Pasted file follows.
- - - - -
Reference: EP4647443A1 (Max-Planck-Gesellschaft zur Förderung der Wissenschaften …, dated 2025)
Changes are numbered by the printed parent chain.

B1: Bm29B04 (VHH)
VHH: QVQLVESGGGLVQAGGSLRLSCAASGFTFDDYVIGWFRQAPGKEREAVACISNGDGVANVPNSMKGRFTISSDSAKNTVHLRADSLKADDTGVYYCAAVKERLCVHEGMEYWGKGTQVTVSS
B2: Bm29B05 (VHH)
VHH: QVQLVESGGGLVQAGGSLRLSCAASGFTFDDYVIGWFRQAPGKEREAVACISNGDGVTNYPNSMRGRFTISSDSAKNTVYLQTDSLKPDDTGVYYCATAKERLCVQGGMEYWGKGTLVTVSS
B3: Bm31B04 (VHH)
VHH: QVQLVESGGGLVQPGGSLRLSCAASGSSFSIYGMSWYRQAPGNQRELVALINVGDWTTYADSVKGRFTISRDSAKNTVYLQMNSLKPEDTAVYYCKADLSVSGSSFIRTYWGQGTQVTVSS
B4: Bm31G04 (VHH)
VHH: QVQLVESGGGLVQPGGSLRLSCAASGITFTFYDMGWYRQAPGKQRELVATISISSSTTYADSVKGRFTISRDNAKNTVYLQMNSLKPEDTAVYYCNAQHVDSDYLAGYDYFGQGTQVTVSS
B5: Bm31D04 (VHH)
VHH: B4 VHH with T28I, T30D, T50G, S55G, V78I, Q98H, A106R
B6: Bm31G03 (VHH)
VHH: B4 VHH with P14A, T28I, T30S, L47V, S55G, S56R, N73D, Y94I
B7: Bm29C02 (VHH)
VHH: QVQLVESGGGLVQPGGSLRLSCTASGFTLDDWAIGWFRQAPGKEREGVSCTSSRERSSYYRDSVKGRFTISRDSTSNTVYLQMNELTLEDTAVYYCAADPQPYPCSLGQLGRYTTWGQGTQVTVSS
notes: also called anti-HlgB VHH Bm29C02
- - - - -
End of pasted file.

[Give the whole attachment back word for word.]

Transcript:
Reference: EP4647443A1 (Max-Planck-Gesellschaft zur Förderung der Wissenschaften …, dated 2025)
Changes are numbered by the printed parent chain.

B1: Bm29B04 (VHH)
VHH: QVQLVESGGGLVQAGGSLRLSCAASGFTFDDYVIGWFRQAPGKEREAVACISNGDGVANVPNSMKGRFTISSDSAKNTVHLRADSLKADDTGVYYCAAVKERLCVHEGMEYWGKGTQVTVSS
B2: Bm29B05 (VHH)
VHH: QVQLVESGGGLVQAGGSLRLSCAASGFTFDDYVIGWFRQAPGKEREAVACISNGDGVTNYPNSMRGRFTISSDSAKNTVYLQTDSLKPDDTGVYYCATAKERLCVQGGMEYWGKGTLVTVSS
B3: Bm31B04 (VHH)
VHH: QVQLVESGGGLVQPGGSLRLSCAASGSSFSIYGMSWYRQAPGNQRELVALINVGDWTTYADSVKGRFTISRDSAKNTVYLQMNSLKPEDTAVYYCKADLSVSGSSFIRTYWGQGTQVTVSS
B4: Bm31G04 (VHH)
VHH: QVQLVESGGGLVQPGGSLRLSCAASGITFTFYDMGWYRQAPGKQRELVATISISSSTTYADSVKGRFTISRDNAKNTVYLQMNSLKPEDTAVYYCNAQHVDSDYLAGYDYFGQGTQVTVSS
B5: Bm31D04 (VHH)
VHH: B4 VHH with T28I, T30D, T50G, S55G, V78I, Q98H, A106R
B6: Bm31G03 (VHH)
VHH: B4 VHH with P14A, T28I, T30S, L47V, S55G, S56R, N73D, Y94I
B7: Bm29C02 (VHH)
VHH: QVQLVESGGGLVQPGGSLRLSCTASGFTLDDWAIGWFRQAPGKEREGVSCTSSRERSSYYRDSVKGRFTISRDSTSNTVYLQMNELTLEDTAVYYCAADPQPYPCSLGQLGRYTTWGQGTQVTVSS
notes: also called anti-HlgB VHH Bm29C02